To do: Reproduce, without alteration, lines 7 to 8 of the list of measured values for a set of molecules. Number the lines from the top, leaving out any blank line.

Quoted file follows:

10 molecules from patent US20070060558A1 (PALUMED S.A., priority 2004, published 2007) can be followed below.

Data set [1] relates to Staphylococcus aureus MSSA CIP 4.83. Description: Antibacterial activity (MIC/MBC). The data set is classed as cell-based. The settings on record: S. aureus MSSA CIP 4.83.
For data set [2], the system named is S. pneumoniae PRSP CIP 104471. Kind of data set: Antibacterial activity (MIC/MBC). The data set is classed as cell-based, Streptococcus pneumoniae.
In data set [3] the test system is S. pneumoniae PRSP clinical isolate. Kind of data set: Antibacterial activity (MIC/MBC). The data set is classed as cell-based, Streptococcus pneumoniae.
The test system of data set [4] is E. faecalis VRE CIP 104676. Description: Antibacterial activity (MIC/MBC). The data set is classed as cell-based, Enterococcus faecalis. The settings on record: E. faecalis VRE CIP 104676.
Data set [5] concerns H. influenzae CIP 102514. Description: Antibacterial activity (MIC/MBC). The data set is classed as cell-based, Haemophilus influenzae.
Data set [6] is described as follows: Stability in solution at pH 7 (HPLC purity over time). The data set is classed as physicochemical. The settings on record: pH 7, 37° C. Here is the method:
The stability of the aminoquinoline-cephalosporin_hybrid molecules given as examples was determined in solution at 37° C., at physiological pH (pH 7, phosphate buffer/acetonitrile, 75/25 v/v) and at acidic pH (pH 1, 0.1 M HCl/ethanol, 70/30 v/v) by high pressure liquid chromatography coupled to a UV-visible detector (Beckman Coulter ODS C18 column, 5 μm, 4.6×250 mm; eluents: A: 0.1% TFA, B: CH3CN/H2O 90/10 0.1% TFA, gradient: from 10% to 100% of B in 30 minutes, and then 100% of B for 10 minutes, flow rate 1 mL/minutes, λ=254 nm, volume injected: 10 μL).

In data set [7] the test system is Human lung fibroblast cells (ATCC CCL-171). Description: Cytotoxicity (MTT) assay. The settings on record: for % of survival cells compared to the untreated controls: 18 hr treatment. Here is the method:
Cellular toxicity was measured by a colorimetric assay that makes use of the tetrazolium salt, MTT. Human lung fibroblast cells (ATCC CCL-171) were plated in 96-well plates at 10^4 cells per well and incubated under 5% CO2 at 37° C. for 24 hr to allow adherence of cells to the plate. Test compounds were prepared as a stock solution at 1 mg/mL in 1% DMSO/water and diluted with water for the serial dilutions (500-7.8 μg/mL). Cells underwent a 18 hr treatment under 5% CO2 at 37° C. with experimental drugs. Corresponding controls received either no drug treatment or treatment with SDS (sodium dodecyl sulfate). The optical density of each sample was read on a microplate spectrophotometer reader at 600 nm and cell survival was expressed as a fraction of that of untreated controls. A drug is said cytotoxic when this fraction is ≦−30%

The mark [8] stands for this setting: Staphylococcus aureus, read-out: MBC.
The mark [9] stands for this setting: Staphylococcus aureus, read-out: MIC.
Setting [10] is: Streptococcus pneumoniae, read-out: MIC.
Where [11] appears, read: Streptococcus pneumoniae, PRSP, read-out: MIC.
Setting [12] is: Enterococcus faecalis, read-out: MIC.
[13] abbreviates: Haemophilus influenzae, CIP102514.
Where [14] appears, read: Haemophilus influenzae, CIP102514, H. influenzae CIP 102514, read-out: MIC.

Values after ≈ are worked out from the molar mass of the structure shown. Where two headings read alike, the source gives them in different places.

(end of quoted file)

Data set [6] is described as follows: Stability in solution at pH 7 (HPLC purity over time). The data set is classed as physicochemical. The settings on record: pH 7, 37° C. Here is the method:
The stability of the aminoquinoline-cephalosporin_hybrid molecules given as examples was determined in solution at 37° C., at physiological pH (pH 7, phosphate buffer/acetonitrile, 75/25 v/v) and at acidic pH (pH 1, 0.1 M HCl/ethanol, 70/30 v/v) by high pressure liquid chromatography coupled to a UV-visible detector (Beckman Coulter ODS C18 column, 5 μm, 4.6×250 mm; eluents: A: 0.1% TFA, B: CH3CN/H2O 90/10 0.1% TFA, gradient: from 10% to 100% of B in 30 minutes, and then 100% of B for 10 minutes, flow rate 1 mL/minutes, λ=254 nm, volume injected: 10 μL).